Study: Canadian MJ Legalization Has No Association with Increasing Psychosis Rates

Study: Canadian MJ Legalization Has No Association with Increasing Psychosis Rates

As cannabis reform moves forward in Western countries, there is growing debate over cannabis-induced psychosis, with regular use of cannabis and highly concentrated products potentially worsening mental health symptoms as access increases. It has been suggested that.

However, recent study Published in International Pharmaceutical Policy Journal took a closer look at changes in cannabis policy after Canada legalized cannabis in October 2018, and ultimately found no association between legalization and increased rates of cannabis-related psychosis.

While this study suggests that changes in cannabis laws are unrelated to increases in psychotic disorders, at least for now, the researchers also found that “the population-level effects of decriminalization cannot be fully accounted for.” “Longer observation periods after legalization are needed to understand.” Medical marijuana legalization. ”

There is no link between mental disorders and cannabis reform

The study adds to recent headlines, including the idea that cannabis is a “risk factor in the onset and persistence of psychotic disorders” and that the legalization of recreational cannabis could increase these risks. This highlights some concerns.

Through a cross-sectional, interrupted time-series analysis from January 2014 to March 2020, a team of Canadian researchers found regional changes in the use of health services and the incidence of psychotic disorders in the months immediately following cannabis legalization. We investigated the changes.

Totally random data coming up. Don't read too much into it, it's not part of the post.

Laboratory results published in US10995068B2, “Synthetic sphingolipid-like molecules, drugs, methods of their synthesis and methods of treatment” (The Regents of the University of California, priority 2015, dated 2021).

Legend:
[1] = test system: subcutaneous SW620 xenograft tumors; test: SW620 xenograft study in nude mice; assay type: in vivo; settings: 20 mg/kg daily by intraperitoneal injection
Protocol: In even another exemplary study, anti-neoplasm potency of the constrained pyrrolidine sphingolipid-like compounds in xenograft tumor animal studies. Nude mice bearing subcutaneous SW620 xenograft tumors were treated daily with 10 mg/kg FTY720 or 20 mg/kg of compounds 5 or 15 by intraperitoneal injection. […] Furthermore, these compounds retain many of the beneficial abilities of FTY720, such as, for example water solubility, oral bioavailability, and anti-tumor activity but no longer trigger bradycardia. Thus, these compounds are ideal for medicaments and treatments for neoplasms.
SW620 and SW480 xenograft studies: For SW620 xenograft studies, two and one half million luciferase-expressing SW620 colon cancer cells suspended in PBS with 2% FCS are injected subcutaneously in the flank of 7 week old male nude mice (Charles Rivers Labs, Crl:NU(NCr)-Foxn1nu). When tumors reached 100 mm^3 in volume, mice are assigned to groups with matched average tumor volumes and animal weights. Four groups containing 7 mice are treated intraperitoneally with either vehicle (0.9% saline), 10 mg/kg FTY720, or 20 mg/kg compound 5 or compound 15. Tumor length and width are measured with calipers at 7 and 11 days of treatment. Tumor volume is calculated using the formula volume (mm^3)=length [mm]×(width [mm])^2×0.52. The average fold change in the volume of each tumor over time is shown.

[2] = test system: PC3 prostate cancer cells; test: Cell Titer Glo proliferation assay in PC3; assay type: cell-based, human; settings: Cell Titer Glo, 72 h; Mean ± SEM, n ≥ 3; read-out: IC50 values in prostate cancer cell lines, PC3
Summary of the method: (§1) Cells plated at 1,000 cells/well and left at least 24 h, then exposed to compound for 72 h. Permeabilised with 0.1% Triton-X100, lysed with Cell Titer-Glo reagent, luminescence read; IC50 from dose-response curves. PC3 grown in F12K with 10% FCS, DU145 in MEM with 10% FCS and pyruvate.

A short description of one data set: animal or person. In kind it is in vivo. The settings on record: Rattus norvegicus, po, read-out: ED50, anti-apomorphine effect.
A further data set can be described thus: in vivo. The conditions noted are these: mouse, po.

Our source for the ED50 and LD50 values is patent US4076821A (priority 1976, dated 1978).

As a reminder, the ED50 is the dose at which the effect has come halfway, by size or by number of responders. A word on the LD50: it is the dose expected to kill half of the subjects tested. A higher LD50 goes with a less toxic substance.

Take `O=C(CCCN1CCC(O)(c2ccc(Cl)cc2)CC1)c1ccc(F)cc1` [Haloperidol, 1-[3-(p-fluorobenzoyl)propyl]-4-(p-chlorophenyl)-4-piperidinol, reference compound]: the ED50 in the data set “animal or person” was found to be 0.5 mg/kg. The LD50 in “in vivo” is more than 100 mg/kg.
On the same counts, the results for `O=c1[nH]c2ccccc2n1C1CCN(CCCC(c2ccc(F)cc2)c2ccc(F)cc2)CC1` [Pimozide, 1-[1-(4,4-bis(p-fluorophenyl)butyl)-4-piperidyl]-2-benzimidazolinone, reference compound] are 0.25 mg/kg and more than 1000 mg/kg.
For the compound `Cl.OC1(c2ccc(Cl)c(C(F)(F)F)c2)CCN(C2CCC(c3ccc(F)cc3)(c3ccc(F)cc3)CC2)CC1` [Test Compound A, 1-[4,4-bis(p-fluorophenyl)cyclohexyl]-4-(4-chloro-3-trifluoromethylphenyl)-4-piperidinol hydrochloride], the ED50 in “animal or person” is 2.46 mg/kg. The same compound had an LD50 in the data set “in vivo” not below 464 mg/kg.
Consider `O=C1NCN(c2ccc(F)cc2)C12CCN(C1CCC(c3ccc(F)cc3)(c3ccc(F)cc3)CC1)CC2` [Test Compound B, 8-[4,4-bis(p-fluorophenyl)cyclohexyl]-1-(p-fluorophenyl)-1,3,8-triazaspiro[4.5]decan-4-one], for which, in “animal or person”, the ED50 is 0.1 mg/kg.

The researchers looked at psychosis-related outpatient visits, emergency department visits, hospitalizations, and length of stay in people aged 14 to 60, as well as incidents of psychotic illness.

Ultimately, the researchers found no evidence that the use of medical services or the incidence of mental disorders increased in the short 17 months following cannabis legalization. However, they noted “a clear upward trend in health service utilization and incidents of substance-induced psychotic disorders” throughout the observation period from 2014 to 2020.

“Our findings suggest that initial severe market restrictions after legalization of non-medical cannabis were not associated with increased use of medical services or frequency of psychotic disorders. ”, the authors concluded, highlighting the need for long-term observation after legalization to fully understand the population-level impacts of legalization and reform.

“It would therefore be premature to conclude that the legalization of non-medical cannabis did not lead to increases in the use of medical services or the number of incidents of mental disorders,” they write.

Further evidence that legalization does not increase the number of mentally ill patients

This study adds to a growing body of research that similarly affirms that cannabis reform is not associated with significant changes surrounding cannabis-induced psychosis.

Another 2022 study Examining Canada's cannabis legalization framework in relation to emergency department presentations of cannabis-induced psychosis and schizophrenia, we also found that the reform was not associated with these cases. Researchers still note that more research is needed on this topic.

Looking at the United States and recent reform trends, recent studies also suggest that states with legal cannabis programs do not have higher rates of psychosis. 2023 study Researchers investigated the relationship between adult-use cannabis legalization and psychosocial functioning in a cohort of 240 identical twin pairs. One of the individuals lived in a state where adult-use marijuana is permitted, and the other lived in a state where it is criminally prohibited.